- Index hide1 While the LGBTQ+ community is rapidly growing in scale, we are also seeing the impact of media representation on cultural acceptance.2 More than 90 percent of agencies and advertisers agree that companies can familiarize consumers with these groups and break down social barriers with representation.3 A few days ago the fate of the series was confirmed “Green Lantern” HBO Max’s LGBTQ+ after studio reorganization.
While the LGBTQ+ community is rapidly growing in scale, we are also seeing the impact of media representation on cultural acceptance.
A few days ago the fate of the series was confirmed “Green Lantern” HBO Max’s LGBTQ+ after studio reorganization.
Due to the sudden cancellations, fans were concerned that the upcoming series “Green Lantern” with an LGBTQ+ perspective, it will also face removal by producers.
Fortunately, for DC enthusiasts, this is further from the truth.
In a statement to tvline, a spokesperson for HBO Max revealed that the LGBTQ+ program of “Green Lantern” was “very much alive” and will “definitely move on” despite the drastic reorganizations of the studios of Warner Bros. and Discovery.
Green Lantern It will be Berlanti’s second outing with the superhero after he wrote the failed 2011 film starring Ryan Reynolds. This time around, he, along with showrunner Seth Grahame-Smith, will follow various Green Lanterns, including gay man Alan Scott (Jeremy Irvine), Guy Gardner (Finn Wittrock), Simon Baz, Jessica Cruz, Sinestro, Kilowog, and more.
Diversity and inclusion have become a critical issue in contemporary society.
Last year saw a record representation of characters LGBTQ+ in all 118 movies released by major studios, according to a new study from GLAAD, but for the third year in a row, the racial diversity of LGBTQ+ characters has decreased and transgender characters once again fell under the radar. Likewise, for the third year in a row, transgender characters were also absent from major releases.
Overall, GLAAD found higher inclusion rates than in the eight years it has been tracking studio movies. Of the 118 films studied, 22 (18.6 percent) featured lesbian, gay, bisexual, transgender, or queer characters. That’s a slight increase from 18.2 percent in 2021.
Screen time is also an issue. In many of the most important films of Hollywood , LGBTQ+ characters, when included, came and went. Only nine of the 22 movies with an LGBTQ+ character featured one with more than 10 minutes of screen time.
“Despite seeing a record percentage of films that are LGBTQ+ inclusive this year, the industry still has a long way to go in terms of fairly and accurately representing the LGBTQ community,” said GLAAD President and CEO. Sara Kate Ellis. “If movie studios want to remain relevant to audiences today and compete in an industry that emphasizes diversity and inclusion, then they must urgently reverse course on the declining representation of LGBTQ+ women and people of color, as well as the absence total trans characters.”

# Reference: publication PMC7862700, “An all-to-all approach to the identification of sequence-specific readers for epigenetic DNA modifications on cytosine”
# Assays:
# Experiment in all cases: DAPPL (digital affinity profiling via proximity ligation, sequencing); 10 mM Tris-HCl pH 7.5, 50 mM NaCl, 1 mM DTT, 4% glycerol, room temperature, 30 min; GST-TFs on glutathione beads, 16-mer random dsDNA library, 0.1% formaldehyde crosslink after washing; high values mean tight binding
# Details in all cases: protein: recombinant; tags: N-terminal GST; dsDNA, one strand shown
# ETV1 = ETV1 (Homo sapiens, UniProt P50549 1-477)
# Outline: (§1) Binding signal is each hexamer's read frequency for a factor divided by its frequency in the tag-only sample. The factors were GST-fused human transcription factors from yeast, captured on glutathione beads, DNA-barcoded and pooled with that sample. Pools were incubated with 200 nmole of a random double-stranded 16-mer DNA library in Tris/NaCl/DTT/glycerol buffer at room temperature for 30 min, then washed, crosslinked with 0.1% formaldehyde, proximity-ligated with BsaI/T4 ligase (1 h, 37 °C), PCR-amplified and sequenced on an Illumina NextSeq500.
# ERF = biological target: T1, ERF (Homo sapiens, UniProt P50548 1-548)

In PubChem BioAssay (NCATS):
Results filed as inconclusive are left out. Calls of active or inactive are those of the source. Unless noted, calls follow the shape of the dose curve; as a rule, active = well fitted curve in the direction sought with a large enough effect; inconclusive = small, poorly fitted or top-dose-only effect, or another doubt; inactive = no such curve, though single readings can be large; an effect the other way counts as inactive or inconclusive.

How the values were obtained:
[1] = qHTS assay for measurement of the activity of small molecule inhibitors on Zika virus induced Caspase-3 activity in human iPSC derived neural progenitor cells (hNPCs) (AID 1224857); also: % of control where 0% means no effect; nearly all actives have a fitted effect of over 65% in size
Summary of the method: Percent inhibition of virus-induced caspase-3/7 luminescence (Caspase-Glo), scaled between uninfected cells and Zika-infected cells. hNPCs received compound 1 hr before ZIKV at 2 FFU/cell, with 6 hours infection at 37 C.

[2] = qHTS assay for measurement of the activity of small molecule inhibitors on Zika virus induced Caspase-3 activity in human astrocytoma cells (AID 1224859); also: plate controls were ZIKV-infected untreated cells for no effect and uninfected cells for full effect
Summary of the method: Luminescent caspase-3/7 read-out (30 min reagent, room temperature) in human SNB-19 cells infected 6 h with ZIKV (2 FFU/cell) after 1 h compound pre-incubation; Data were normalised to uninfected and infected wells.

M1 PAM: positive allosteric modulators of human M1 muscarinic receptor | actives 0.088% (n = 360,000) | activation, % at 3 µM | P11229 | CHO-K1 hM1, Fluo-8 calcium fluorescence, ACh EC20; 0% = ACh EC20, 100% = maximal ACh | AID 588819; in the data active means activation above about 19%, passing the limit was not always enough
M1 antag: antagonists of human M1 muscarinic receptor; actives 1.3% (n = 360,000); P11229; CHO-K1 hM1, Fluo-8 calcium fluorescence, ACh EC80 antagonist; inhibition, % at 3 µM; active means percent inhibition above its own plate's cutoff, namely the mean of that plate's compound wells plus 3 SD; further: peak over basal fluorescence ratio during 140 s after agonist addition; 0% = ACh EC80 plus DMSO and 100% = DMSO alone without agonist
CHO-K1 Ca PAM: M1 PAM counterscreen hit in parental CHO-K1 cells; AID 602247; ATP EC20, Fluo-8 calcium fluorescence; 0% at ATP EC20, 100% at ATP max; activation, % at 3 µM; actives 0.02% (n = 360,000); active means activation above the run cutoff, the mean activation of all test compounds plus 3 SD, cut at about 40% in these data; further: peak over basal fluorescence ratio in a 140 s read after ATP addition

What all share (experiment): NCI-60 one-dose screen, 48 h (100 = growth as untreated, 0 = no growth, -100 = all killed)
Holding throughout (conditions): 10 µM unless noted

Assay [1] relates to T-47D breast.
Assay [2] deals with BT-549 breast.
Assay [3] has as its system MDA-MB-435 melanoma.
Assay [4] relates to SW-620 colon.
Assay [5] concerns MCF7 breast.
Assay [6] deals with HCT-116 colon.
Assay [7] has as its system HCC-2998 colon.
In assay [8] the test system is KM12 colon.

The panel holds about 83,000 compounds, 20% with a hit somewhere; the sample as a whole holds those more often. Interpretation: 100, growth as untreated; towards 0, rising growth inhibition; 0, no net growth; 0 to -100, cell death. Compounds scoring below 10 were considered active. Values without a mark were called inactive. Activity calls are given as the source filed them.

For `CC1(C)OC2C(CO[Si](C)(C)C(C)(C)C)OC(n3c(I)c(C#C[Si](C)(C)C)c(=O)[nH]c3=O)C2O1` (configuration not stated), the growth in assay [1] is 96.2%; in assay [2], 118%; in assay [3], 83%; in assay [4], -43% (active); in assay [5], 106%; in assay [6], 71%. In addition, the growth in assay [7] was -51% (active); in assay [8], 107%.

On the other hand, one report said that the audience is changing rapidly, 15.9 percent of Gen Z Americans identify as LGBTQ+, so if studios and production companies want to stay relevant, they need to be prepared. for this group.
In this sense, productions like HBO Max are not surprising.
In fact, another clear example is Disney, a company that has made an effort to appear more inclusive and politically correct.
Last summer, Disney eliminated the use of “ladies and gentlemen, boys and girls” of its theme parks and changed its once-strict dress code policy. Theme park employees can now show up to work with visible tattoos in whatever gender costume they choose.
Mattel is another example of a company that is reinventing gender in its products. Last fall, the multinational manufacturing company launched Creatable World, a new line of gender-neutral dolls.
In this context, the HBO Max series has the green light.
In the comics, Gardner is usually associated with the Green Lantern Cops and the Justice League.
According to a report in Variety, Wittrock’s character is described as a “huge mass of masculinity and, as portrayed in the comics, an embodiment of ’80s hyper-patriotism.”
British actor Jeremy Irvine has also been linked to the show, with reports claiming that he was in talks to play Alan Scott, a locked-down federal agent and the first character to bear the title of Green Lantern.
In this sense, whether it is true or not, it is evident that a new genre reality has been developing and expanding rapidly, and entertainment companies have a real opportunity to lead and grow in this new space.
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